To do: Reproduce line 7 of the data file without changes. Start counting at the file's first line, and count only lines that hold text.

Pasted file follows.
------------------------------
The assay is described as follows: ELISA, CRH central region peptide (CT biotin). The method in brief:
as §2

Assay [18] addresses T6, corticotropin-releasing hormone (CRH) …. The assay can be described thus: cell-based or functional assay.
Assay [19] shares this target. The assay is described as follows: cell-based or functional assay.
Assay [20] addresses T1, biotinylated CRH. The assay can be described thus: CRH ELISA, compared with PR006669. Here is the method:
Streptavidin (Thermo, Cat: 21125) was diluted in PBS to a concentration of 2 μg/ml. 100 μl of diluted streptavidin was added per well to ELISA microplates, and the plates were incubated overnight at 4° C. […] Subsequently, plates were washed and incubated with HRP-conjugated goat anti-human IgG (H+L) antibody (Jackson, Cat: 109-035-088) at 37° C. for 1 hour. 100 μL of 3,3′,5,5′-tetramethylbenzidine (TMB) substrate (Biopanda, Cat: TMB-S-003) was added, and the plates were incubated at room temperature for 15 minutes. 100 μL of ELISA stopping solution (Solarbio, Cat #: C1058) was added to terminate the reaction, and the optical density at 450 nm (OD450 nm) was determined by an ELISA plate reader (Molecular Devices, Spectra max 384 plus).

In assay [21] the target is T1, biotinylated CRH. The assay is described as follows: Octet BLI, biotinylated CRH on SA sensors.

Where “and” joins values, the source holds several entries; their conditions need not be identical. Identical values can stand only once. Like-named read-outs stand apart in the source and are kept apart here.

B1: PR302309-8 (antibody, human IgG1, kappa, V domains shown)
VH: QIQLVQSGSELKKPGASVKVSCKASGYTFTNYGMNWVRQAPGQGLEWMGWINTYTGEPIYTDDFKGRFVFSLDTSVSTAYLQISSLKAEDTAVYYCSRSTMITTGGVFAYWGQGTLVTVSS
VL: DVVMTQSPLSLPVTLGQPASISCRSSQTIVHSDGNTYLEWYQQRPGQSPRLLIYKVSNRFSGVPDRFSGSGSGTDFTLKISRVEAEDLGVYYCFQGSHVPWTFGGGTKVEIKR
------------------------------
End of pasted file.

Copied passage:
In assay [21] the target is T1, biotinylated CRH. The assay is described as follows: Octet BLI, biotinylated CRH on SA sensors.